Now that the sixth generation Ford Mustang has been revealed, the worst kept secret in Detroit is that there’s a new F-150 on the way, too.
Ford won’t talk about it, but the 13th-generation pickup is expected to make its debut at the North American International Auto Show in January and hit the road later in 2014.
It’s rumored to be the most cutting-edge version of the F-Series yet, offering a selection of turbocharged engines, an extensive use of aluminum in its construction, and possibly a 10-speed transmission at some point in its lifecycle, all in the name of fuel economy.
What’s more certain is that its look will be inspired by the Ford Atlas concept that was unveiled at the 2013 NAIAS. It’s a bold design filled with modern touches, but not exactly what you’d describe as a work of futurism.
Sixty years ago, things were different.
Back in 1953, Ford’s designers sketched a couple of proposals that were straight out of the atomic age, and were recently dug out of the archives for FoxNews.com.
The first is of a stepside pickup appropriately hard at work at the observation bunker of a ballistic missile launch pad. It features a half-cabover layout similar to a 1970’s Econoline van, its blunt nose complimented by square yet smooth bodywork, with large radius curves and flush door handles. Those air in the front fenders? Who knows where they led, but they’d show up again on the 1965 Mustang.
It was a vast departure from the production truck of the day, to be sure, although the third generation model that arrived in 1957 did retain its forward-leaning rear roof pillar and was the first F-Series to integrate the hood and fenders, and use a clamshell hood.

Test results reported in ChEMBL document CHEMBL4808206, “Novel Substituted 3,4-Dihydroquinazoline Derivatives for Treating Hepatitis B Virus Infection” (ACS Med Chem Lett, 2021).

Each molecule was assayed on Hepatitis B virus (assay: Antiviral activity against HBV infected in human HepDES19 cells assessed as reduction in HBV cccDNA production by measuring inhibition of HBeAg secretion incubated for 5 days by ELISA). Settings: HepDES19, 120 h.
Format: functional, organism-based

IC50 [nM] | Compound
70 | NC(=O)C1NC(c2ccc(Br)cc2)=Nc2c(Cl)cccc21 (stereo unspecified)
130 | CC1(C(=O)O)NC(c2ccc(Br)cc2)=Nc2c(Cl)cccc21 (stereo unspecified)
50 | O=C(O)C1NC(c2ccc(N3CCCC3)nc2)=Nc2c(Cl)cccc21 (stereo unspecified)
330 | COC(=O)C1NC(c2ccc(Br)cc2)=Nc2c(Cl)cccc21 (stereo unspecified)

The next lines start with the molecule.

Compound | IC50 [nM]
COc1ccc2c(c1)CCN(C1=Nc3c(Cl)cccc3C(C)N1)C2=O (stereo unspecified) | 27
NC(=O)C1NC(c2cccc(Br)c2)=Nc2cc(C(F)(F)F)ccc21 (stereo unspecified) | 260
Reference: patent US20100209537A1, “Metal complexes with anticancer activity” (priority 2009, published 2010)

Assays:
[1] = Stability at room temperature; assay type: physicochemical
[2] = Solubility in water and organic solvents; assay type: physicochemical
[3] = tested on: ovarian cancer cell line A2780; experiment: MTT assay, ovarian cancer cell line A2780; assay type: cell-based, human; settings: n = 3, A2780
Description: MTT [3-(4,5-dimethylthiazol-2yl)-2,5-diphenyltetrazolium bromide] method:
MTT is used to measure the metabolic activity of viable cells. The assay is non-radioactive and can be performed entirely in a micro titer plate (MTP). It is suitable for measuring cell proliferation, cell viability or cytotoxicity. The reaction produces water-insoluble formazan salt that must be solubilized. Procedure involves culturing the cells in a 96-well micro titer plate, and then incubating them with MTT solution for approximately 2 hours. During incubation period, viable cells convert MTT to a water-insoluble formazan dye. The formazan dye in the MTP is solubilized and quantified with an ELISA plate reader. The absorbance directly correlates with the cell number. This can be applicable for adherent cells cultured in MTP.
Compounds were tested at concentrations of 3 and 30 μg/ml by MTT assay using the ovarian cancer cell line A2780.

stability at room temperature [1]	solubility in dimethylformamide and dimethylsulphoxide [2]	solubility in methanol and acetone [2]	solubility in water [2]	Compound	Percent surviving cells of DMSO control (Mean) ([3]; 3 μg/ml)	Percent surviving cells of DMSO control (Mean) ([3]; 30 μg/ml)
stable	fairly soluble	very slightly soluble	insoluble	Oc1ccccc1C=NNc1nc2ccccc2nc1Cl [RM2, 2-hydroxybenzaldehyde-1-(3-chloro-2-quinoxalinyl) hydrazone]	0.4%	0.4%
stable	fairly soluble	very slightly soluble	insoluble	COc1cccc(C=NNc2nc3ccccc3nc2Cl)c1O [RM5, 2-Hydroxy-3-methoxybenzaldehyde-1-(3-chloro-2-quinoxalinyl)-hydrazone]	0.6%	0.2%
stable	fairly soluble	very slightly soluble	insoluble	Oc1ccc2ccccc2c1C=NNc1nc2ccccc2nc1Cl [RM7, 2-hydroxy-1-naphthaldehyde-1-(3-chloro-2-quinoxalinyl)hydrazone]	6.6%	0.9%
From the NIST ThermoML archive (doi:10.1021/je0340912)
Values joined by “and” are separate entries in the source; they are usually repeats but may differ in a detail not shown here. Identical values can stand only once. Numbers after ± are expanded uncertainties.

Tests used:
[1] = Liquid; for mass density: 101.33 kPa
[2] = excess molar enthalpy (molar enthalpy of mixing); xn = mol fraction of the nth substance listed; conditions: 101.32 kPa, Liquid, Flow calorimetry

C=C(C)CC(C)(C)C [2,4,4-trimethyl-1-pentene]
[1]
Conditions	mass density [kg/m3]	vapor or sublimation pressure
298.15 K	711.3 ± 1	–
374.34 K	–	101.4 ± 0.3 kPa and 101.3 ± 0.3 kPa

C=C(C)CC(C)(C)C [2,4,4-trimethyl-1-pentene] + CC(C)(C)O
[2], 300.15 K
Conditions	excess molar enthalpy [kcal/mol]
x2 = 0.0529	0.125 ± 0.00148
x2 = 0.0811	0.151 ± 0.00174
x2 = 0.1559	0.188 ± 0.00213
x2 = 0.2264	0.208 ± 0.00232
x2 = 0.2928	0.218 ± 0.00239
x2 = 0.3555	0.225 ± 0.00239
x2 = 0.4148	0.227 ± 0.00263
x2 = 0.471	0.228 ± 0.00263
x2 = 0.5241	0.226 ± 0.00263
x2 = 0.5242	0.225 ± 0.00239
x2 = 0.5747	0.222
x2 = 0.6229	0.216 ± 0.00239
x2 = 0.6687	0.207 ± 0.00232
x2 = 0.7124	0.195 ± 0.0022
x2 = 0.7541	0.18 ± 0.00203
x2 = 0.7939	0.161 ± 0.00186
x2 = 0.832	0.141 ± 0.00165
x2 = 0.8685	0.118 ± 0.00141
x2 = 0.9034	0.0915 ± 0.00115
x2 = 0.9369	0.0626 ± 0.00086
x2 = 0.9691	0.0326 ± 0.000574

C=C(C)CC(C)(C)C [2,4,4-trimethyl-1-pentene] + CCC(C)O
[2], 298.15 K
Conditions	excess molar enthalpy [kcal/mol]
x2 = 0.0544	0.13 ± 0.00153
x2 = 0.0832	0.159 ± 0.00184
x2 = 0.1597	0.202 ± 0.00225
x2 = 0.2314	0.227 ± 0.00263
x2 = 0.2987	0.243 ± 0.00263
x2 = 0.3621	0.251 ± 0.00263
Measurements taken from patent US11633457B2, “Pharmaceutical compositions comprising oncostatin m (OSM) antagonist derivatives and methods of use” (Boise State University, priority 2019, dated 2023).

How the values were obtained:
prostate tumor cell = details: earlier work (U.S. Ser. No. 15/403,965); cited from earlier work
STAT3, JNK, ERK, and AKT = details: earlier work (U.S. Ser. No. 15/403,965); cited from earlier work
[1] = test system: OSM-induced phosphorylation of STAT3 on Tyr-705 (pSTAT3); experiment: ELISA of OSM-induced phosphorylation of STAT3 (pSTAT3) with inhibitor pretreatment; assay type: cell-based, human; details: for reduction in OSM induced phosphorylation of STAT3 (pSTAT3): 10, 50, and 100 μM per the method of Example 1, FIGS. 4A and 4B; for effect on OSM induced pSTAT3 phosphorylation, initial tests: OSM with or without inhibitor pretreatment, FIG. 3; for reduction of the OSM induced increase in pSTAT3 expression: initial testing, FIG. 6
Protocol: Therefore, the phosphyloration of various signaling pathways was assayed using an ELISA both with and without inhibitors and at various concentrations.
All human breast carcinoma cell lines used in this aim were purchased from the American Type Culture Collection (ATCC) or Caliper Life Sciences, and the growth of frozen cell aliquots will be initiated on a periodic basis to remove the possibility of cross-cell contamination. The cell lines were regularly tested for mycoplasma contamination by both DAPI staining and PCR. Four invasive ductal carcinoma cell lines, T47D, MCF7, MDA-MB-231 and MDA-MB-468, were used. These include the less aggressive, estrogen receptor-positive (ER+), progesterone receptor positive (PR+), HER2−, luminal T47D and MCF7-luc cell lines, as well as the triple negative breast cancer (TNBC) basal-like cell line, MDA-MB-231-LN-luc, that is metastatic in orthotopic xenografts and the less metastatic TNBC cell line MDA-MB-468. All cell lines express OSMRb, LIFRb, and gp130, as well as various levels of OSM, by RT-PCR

What’s more interesting today, however, is its front-end style. While the grille and lighting arrangement is similar to the 1953 F-Series, it’s surrounded by a large hexagonal enclosure that’s the spitting image of Ford’s current family face -- especially that new Mustang's -- and a slightly eerie premonition of the Atlas’ design.
Even more frightening, however, is a proposal for a van also created in 1953. The hearse-like profile and protruding, vampire-fang headlights giving it a dark and dreary demeanor enhanced by the desolate setting of the sketch.
It’s little surprise that this one didn’t make it off the drawing board, but while the circular door handles and (how about that) side air intakes never saw production, that forward-canted B-pillar and snazzy flares on the wheel arches did show up on the first Econoline in 1961, as did a split grille and headlight design that could be the sort of hazy reflection of the concept that a prince of darkness might cast.
Hopefully for the sake of the Atlas' designers, 13 turns out to be a lucky number.